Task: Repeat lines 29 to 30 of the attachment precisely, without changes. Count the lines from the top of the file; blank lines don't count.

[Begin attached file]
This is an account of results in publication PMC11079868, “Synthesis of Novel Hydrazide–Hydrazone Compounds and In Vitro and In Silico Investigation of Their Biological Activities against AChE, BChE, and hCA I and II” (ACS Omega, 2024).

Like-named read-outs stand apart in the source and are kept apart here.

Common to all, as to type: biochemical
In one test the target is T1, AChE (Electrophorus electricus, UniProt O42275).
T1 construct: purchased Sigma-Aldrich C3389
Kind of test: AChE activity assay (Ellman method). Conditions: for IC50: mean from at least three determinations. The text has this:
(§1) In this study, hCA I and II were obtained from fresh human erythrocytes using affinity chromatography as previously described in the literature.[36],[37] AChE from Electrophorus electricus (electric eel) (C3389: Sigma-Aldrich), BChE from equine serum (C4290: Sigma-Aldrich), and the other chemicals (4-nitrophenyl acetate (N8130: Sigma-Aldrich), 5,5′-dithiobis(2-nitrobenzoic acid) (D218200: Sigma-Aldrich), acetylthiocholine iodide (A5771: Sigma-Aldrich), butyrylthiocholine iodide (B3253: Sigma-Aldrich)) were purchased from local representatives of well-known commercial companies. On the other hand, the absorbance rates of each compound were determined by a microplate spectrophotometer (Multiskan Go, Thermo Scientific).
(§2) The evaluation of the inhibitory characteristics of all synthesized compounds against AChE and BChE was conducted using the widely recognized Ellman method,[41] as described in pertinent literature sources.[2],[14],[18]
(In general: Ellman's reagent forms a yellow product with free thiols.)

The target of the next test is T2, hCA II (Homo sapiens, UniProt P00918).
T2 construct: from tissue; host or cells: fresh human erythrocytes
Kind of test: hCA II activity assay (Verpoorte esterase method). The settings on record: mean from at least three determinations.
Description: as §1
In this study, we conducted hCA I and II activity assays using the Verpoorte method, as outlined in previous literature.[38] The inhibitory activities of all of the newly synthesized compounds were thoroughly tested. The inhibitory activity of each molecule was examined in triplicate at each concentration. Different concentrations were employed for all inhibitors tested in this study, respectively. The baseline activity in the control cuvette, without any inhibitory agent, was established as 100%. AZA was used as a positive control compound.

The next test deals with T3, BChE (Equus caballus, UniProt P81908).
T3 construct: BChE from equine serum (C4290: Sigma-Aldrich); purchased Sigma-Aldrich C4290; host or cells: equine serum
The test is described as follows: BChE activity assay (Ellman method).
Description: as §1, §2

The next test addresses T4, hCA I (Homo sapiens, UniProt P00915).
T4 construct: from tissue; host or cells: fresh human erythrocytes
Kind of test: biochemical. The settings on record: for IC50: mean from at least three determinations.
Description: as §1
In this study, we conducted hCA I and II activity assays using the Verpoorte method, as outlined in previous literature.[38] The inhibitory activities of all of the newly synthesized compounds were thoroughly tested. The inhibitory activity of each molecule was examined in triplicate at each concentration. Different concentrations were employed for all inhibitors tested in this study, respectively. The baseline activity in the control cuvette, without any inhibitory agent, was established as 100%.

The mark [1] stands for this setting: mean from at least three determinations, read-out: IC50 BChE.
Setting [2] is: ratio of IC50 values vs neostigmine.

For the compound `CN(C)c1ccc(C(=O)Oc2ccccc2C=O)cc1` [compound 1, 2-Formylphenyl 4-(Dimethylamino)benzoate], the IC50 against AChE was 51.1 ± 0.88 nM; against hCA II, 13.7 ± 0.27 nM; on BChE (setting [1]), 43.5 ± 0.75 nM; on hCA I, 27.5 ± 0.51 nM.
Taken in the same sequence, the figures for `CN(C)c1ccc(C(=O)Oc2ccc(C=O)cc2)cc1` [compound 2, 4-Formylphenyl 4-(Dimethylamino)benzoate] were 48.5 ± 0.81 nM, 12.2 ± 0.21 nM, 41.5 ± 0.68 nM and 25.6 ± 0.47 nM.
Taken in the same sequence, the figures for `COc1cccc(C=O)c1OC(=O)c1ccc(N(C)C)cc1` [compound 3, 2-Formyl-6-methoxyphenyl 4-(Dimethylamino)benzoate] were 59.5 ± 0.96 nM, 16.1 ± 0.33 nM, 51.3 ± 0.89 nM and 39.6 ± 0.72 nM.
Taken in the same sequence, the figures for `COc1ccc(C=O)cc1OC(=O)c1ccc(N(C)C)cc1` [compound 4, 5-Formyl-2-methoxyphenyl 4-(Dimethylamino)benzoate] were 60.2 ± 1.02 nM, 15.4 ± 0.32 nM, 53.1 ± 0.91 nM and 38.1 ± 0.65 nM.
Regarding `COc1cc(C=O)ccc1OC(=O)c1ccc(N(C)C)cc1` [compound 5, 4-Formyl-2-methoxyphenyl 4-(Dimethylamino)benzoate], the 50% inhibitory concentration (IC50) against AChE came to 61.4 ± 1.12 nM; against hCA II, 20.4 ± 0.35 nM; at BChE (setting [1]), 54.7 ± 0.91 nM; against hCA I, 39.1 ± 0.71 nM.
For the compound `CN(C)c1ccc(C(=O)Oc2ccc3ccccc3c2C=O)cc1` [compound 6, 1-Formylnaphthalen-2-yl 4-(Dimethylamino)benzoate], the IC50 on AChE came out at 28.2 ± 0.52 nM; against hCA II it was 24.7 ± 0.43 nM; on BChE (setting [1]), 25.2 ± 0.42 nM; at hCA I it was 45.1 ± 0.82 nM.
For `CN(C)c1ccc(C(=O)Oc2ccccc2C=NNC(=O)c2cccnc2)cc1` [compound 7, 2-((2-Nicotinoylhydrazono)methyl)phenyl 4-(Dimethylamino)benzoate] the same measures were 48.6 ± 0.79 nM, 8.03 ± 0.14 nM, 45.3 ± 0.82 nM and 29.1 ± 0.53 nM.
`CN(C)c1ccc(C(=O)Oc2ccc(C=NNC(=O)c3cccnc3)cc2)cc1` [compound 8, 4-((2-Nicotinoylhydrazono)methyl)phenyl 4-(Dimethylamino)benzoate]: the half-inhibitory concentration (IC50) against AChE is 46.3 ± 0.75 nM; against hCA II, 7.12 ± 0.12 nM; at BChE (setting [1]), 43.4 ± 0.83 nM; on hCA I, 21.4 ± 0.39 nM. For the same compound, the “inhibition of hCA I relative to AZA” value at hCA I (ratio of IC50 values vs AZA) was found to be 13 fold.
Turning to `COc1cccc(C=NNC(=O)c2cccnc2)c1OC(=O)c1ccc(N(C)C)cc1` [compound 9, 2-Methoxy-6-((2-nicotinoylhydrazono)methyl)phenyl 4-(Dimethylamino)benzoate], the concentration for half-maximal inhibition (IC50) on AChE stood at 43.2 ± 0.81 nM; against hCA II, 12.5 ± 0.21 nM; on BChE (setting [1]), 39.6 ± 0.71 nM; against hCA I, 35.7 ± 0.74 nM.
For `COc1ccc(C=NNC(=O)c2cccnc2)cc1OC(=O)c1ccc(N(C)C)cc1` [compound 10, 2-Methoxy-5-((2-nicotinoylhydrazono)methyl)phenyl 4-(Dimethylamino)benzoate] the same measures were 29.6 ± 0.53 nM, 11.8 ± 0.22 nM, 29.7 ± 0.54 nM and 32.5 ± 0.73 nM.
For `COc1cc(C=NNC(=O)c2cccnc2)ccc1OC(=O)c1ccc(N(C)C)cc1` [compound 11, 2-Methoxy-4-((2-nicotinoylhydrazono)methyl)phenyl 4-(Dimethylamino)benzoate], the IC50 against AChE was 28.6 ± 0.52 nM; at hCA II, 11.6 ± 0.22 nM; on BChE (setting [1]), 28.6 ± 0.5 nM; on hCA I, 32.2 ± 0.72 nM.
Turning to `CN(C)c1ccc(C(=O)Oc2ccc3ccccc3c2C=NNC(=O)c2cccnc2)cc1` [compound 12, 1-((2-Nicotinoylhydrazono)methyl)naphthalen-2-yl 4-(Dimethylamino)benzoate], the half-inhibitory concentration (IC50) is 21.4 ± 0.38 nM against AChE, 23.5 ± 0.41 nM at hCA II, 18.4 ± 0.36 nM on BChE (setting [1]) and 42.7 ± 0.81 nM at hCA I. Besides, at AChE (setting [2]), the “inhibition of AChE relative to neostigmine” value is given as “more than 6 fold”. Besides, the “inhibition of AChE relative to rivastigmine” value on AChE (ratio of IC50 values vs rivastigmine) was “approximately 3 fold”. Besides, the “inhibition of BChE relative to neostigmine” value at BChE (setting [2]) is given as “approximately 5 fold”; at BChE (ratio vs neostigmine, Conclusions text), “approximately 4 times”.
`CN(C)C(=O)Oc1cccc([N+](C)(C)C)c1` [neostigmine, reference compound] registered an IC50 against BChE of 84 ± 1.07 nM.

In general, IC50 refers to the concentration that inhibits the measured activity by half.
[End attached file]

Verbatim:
Taken in the same sequence, the figures for `COc1ccc(C=O)cc1OC(=O)c1ccc(N(C)C)cc1` [compound 4, 5-Formyl-2-methoxyphenyl 4-(Dimethylamino)benzoate] were 60.2 ± 1.02 nM, 15.4 ± 0.32 nM, 53.1 ± 0.91 nM and 38.1 ± 0.65 nM.
Regarding `COc1cc(C=O)ccc1OC(=O)c1ccc(N(C)C)cc1` [compound 5, 4-Formyl-2-methoxyphenyl 4-(Dimethylamino)benzoate], the 50% inhibitory concentration (IC50) against AChE came to 61.4 ± 1.12 nM; against hCA II, 20.4 ± 0.35 nM; at BChE (setting [1]), 54.7 ± 0.91 nM; against hCA I, 39.1 ± 0.71 nM.